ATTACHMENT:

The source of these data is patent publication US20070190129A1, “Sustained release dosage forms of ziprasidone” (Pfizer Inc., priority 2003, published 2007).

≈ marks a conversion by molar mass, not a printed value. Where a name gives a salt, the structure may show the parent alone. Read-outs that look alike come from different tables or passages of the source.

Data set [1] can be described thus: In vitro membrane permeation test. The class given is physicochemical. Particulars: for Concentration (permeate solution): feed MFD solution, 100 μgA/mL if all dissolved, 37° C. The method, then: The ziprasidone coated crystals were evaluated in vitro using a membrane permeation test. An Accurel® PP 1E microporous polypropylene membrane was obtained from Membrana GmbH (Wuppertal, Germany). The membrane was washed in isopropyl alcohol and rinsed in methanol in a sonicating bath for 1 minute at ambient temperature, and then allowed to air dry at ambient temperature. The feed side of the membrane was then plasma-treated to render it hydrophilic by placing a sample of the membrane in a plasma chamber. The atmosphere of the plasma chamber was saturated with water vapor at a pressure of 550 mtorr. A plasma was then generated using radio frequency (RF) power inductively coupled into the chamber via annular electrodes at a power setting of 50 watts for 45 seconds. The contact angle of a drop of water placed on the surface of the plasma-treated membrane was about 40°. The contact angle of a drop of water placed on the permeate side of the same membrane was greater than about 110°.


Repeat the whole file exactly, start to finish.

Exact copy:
The source of these data is patent publication US20070190129A1, “Sustained release dosage forms of ziprasidone” (Pfizer Inc., priority 2003, published 2007).

≈ marks a conversion by molar mass, not a printed value. Where a name gives a salt, the structure may show the parent alone. Read-outs that look alike come from different tables or passages of the source.

Data set [1] can be described thus: In vitro membrane permeation test. The class given is physicochemical. Particulars: for Concentration (permeate solution): feed MFD solution, 100 μgA/mL if all dissolved, 37° C. The method, then: The ziprasidone coated crystals were evaluated in vitro using a membrane permeation test. An Accurel® PP 1E microporous polypropylene membrane was obtained from Membrana GmbH (Wuppertal, Germany). The membrane was washed in isopropyl alcohol and rinsed in methanol in a sonicating bath for 1 minute at ambient temperature, and then allowed to air dry at ambient temperature. The feed side of the membrane was then plasma-treated to render it hydrophilic by placing a sample of the membrane in a plasma chamber. The atmosphere of the plasma chamber was saturated with water vapor at a pressure of 550 mtorr. A plasma was then generated using radio frequency (RF) power inductively coupled into the chamber via annular electrodes at a power setting of 50 watts for 45 seconds. The contact angle of a drop of water placed on the surface of the plasma-treated membrane was about 40°. The contact angle of a drop of water placed on the permeate side of the same membrane was greater than about 110°.